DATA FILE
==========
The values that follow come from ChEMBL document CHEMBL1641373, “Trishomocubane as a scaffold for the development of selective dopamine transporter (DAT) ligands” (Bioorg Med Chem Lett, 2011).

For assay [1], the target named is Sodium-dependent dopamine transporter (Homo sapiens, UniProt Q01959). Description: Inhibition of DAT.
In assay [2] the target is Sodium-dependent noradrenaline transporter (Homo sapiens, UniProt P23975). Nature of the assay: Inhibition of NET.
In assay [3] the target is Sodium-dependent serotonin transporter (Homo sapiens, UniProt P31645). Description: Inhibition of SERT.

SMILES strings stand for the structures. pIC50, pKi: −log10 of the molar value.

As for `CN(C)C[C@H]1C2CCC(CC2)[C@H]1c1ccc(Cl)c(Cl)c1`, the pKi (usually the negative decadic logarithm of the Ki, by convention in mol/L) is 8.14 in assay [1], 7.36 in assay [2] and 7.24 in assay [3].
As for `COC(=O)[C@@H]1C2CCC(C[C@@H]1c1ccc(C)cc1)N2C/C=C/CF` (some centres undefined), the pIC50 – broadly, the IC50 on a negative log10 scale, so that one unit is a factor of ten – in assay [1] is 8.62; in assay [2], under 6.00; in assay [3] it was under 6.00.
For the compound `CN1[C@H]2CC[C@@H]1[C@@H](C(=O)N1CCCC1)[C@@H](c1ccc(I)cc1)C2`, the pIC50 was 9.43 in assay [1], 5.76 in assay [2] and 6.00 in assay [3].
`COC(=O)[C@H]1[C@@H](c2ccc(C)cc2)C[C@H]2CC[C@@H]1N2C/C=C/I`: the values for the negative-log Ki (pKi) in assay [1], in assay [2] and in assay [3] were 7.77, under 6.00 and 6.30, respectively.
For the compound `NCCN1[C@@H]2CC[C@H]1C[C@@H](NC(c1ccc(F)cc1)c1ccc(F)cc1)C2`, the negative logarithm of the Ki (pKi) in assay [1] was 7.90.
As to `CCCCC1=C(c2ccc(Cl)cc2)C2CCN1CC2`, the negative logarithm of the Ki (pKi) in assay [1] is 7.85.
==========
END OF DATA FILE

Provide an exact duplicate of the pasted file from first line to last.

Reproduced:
The values that follow come from ChEMBL document CHEMBL1641373, “Trishomocubane as a scaffold for the development of selective dopamine transporter (DAT) ligands” (Bioorg Med Chem Lett, 2011).

For assay [1], the target named is Sodium-dependent dopamine transporter (Homo sapiens, UniProt Q01959). Description: Inhibition of DAT.
In assay [2] the target is Sodium-dependent noradrenaline transporter (Homo sapiens, UniProt P23975). Nature of the assay: Inhibition of NET.
In assay [3] the target is Sodium-dependent serotonin transporter (Homo sapiens, UniProt P31645). Description: Inhibition of SERT.

SMILES strings stand for the structures. pIC50, pKi: −log10 of the molar value.

As for `CN(C)C[C@H]1C2CCC(CC2)[C@H]1c1ccc(Cl)c(Cl)c1`, the pKi (usually the negative decadic logarithm of the Ki, by convention in mol/L) is 8.14 in assay [1], 7.36 in assay [2] and 7.24 in assay [3].
As for `COC(=O)[C@@H]1C2CCC(C[C@@H]1c1ccc(C)cc1)N2C/C=C/CF` (some centres undefined), the pIC50 – broadly, the IC50 on a negative log10 scale, so that one unit is a factor of ten – in assay [1] is 8.62; in assay [2], under 6.00; in assay [3] it was under 6.00.
For the compound `CN1[C@H]2CC[C@@H]1[C@@H](C(=O)N1CCCC1)[C@@H](c1ccc(I)cc1)C2`, the pIC50 was 9.43 in assay [1], 5.76 in assay [2] and 6.00 in assay [3].
`COC(=O)[C@H]1[C@@H](c2ccc(C)cc2)C[C@H]2CC[C@@H]1N2C/C=C/I`: the values for the negative-log Ki (pKi) in assay [1], in assay [2] and in assay [3] were 7.77, under 6.00 and 6.30, respectively.
For the compound `NCCN1[C@@H]2CC[C@H]1C[C@@H](NC(c1ccc(F)cc1)c1ccc(F)cc1)C2`, the negative logarithm of the Ki (pKi) in assay [1] was 7.90.
As to `CCCCC1=C(c2ccc(Cl)cc2)C2CCN1CC2`, the negative logarithm of the Ki (pKi) in assay [1] is 7.85.